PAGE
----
Two dozen good-paying scientific research jobs almost left western Montana for Maryland last year – but they ended up here in Missoula thanks to an innovative partnership with the University of Montana.
GlaxoSmithKline Vaccines, a giant pharmaceutical company with an office in Hamilton, announced in February 2015 that it was consolidating its research and development operations to Maryland.
Employees were faced with the choice of retiring, applying for new jobs on the East Coast, or figuring out a different option. None of them wanted to uproot their families and leave. So, they reached out to UM and chose to stay here, and the result is the formation of a new biotechnology company in Missoula called Inimmune Corp. that currently employs 22 workers in high-wage jobs, with plans to hire three more by year's end.
The University of Montana played a crucial role in allowing them to stay because it could provide the necessary laboratory space and infrastructure capable of supporting a large multidisciplinary research program.
There was also a big dangling carrot: The scientists from the Bitterroot already had more than $20 million in scientific equipment and research contracts from the National Institutes of Health that they could transfer to UM. It was a win-win situation.
Through the public/private partnership, UM hired 15 employees from the GSK-Hamilton research team, including five new faculty members. The company is now housed at the Montana Technology Enterprise Center on East Broadway, with plans to expand to the main campus next spring. Now, the company is expanding and one of its immuno-oncology drugs is scheduled to go to clinical trials soon.
On Tuesday, officials from Inimmune met with Gov. Steve Bullock and UM President Royce Engstrom for a tour of the facility and a discussion about how the state’s economy is affected by connections between UM researchers and entrepreneurs.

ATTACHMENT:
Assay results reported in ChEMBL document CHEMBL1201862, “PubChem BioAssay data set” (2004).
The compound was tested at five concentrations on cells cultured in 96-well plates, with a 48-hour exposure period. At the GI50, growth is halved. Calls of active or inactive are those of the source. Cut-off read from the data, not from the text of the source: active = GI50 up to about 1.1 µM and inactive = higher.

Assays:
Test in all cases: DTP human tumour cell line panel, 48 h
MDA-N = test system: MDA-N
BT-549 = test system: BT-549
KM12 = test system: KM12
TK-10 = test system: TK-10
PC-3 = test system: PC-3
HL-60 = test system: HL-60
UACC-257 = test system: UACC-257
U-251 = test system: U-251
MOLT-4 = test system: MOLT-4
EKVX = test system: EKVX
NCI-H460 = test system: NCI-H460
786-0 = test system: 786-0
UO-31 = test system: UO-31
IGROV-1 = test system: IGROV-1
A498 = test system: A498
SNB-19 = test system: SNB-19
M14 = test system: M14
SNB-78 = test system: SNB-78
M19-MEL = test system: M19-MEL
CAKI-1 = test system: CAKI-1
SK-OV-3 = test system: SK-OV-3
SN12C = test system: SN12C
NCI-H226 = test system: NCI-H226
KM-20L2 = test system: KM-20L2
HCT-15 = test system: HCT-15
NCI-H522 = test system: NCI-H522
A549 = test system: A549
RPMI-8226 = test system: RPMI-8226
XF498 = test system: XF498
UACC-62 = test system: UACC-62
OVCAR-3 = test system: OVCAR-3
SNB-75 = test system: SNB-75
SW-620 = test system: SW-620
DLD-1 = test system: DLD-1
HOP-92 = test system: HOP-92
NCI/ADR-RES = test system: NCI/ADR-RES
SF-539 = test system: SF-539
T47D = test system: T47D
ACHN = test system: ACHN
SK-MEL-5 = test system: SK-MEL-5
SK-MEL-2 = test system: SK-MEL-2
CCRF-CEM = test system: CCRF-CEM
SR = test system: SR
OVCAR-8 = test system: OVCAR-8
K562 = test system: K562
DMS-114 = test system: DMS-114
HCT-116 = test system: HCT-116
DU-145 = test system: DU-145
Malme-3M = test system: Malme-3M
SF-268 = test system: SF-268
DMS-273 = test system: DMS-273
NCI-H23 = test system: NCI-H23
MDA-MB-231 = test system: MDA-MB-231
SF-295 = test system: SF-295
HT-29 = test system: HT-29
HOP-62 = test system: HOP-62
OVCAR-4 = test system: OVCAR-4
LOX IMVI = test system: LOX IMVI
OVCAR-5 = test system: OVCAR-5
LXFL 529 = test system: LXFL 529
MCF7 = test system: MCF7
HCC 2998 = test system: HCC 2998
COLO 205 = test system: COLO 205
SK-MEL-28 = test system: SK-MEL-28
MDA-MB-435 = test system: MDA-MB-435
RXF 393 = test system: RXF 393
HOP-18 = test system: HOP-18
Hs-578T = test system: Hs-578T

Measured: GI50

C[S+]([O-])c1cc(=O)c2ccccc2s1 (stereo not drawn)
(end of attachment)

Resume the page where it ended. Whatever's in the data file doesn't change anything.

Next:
Jay Evans, the president and CEO of Inimmune, said it took a year of discussions and negotiations to put the agreements in place for UM to hire the researchers.
“In association with this transition to the university, we’re also proposing a new Center for Translational Medicine at the University of Montana,” he said. He would direct the center, which would prepare students for careers in the biotech fields. He said many UM faculty members have expressed support for the project. Inimmune also provides opportunities for students looking at careers in biotechnology to gain real-world experience.
Innimune focuses on developing new medicines and treatments – using innate immune receptor activation or inhibition – for conditions like allergies, upper respiratory tract infections, skin diseases and cancer. The company also provides fee-based contract services to academic partners and private pharmaceutical industry companies for drug formulation, analytical chemistry, immunology and chemical synthesis.
Evans didn’t know how much combined payroll that the company doles out every year, but he said “good-paying jobs” were saved from moving to Maryland.
"They have to be good-paying jobs for us to be able to attract and retain the kind of talent we need," he explained.
Evans also said that the immunotherapy sector is growing and the company is positioned to expand into that space by focusing on diseases with a high unmet medical need.
“Overall, this is the kind of work that we endeavor to do here at the University of Montana,” Engstrom said. “To play a bigger role in the economic development of our community and of our state and to play a bigger role in the kind of research that improves the quality of life for people here in Montana and indeed worldwide.”
Scott Whittenburg, vice president for research and creative scholarship at UM, said the partnership brought a lot of cutting-edge technology to the school and will broaden participation from other researchers on campus.
“Universities have a key role to play in the development of new technology and bringing it to the marketplace,” he said.
Last year, UM secured a record $87 million in external research funding and looks likely to surpass that mark.
Bullock expressed his support for the partnership during a tour with Evans and Engstrom.
“As Montana’s economy grows and diversifies, getting research breakthroughs to market quickly propels new innovations, new businesses and more technical, high-paying jobs for Montana,” he said.